It has been a tough week of work at the FA for chairman Greg Dyke – not only were England drawn in the dreaded ‘Group of Death’ for next summer's World Cup but his reaction to said draw has received a host of negative press.
For those who missed it, here is the FA chairman’s less than optimistic response to the news that England were drawn against Uruguay, Italy and Costa Rica.
For most of us a tough week at work constitutes five, six or, for the most hardworking (read unlucky) amongst us, seven days a week. Not for Dyke, though.
For Dyke, a tough week at work is two days. Two measly days, according to a report in the Daily Mail – which, to be fair to the FA chairman, meets the requirements of the broadcasting tycoon’s contract.
The contract, though, in terms of required working patterns is broadly similar to the ones that David Bernstein and Lord Triesman were tied to when they were in the job and the report goes on to stipulate that both men devoted “most of their working weeks to the role”.
Dyke’s outside commitments – including chairing a theatre company and several film companies - are thought to be the reason behind the reduced working week. But his tumultuous stewardship of the governing body will only be brought into further doubt by the revelations.
The chairmanship of the FA – much like the role of manager of the national team – is somewhat of a poisoned chalice but Dyke has done little to ingratiate himself with the wider footballing public having made a strings of gaffes since his appointment in May this year.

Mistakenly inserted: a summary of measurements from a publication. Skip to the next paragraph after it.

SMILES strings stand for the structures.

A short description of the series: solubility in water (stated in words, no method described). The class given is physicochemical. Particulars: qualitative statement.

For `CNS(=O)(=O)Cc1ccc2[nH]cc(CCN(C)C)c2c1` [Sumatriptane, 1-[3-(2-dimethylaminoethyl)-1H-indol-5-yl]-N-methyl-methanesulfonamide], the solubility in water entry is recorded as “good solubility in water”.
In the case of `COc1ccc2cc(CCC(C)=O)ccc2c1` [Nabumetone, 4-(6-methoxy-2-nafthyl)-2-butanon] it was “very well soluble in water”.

He caused a media storm soon after his appointment when he said that: "I don't think anyone realistically thinks we are going to win the World Cup" – forcing England coach Roy Hodgson to respond to the quotes while he was preparing for a World Cup qualifier against Moldova.
Dyke was forced to admit that he "made a mistake" when he set up an all-white commission to improve the fortunes of the England team.
Dyke had to write a letter to board member Heather Rabbatts to assure her he intended to add to the commission at a later date.
Sunderland were also annoyed with Dyke after he criticised their summer recruitment policy.
Dyke highlighted the Black Cats while expressing his concern over the declining number of English players in the Premier League and the consequences for the national team but Sunderland accused him lacking knowledge of the "wider picture."
Finally, the Mail claims that Dyke welcomed a Moldovan delegation to an England qualifier at Wembley when they were actually playing Montenegro.
Hopefully, things can only get better, and one suspects a few extra days at Wembley would certainly help.